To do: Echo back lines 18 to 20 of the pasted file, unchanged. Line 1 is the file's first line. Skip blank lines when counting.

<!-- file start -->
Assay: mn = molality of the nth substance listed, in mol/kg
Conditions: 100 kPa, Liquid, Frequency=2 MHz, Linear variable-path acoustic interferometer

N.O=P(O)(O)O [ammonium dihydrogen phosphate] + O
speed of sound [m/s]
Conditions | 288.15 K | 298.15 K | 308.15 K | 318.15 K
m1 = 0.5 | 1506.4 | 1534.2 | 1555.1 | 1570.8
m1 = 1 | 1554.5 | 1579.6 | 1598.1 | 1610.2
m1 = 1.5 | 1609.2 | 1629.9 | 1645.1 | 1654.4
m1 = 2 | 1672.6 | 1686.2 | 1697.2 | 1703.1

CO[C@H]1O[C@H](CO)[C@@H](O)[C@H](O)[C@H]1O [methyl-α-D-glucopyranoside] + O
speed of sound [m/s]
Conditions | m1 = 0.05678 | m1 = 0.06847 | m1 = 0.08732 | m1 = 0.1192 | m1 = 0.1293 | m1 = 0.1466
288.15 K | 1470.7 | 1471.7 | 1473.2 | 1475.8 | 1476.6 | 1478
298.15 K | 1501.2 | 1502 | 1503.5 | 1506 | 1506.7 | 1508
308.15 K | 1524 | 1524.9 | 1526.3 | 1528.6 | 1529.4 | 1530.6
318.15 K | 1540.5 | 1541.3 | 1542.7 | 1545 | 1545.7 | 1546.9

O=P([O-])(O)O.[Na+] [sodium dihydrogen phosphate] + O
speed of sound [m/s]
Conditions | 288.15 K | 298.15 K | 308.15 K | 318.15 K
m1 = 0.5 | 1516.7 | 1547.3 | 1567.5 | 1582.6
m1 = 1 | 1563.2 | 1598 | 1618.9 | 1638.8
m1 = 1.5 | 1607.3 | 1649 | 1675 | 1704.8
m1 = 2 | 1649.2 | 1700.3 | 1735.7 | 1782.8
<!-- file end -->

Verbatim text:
speed of sound [m/s]
Conditions | 288.15 K | 298.15 K | 308.15 K | 318.15 K
m1 = 0.5 | 1516.7 | 1547.3 | 1567.5 | 1582.6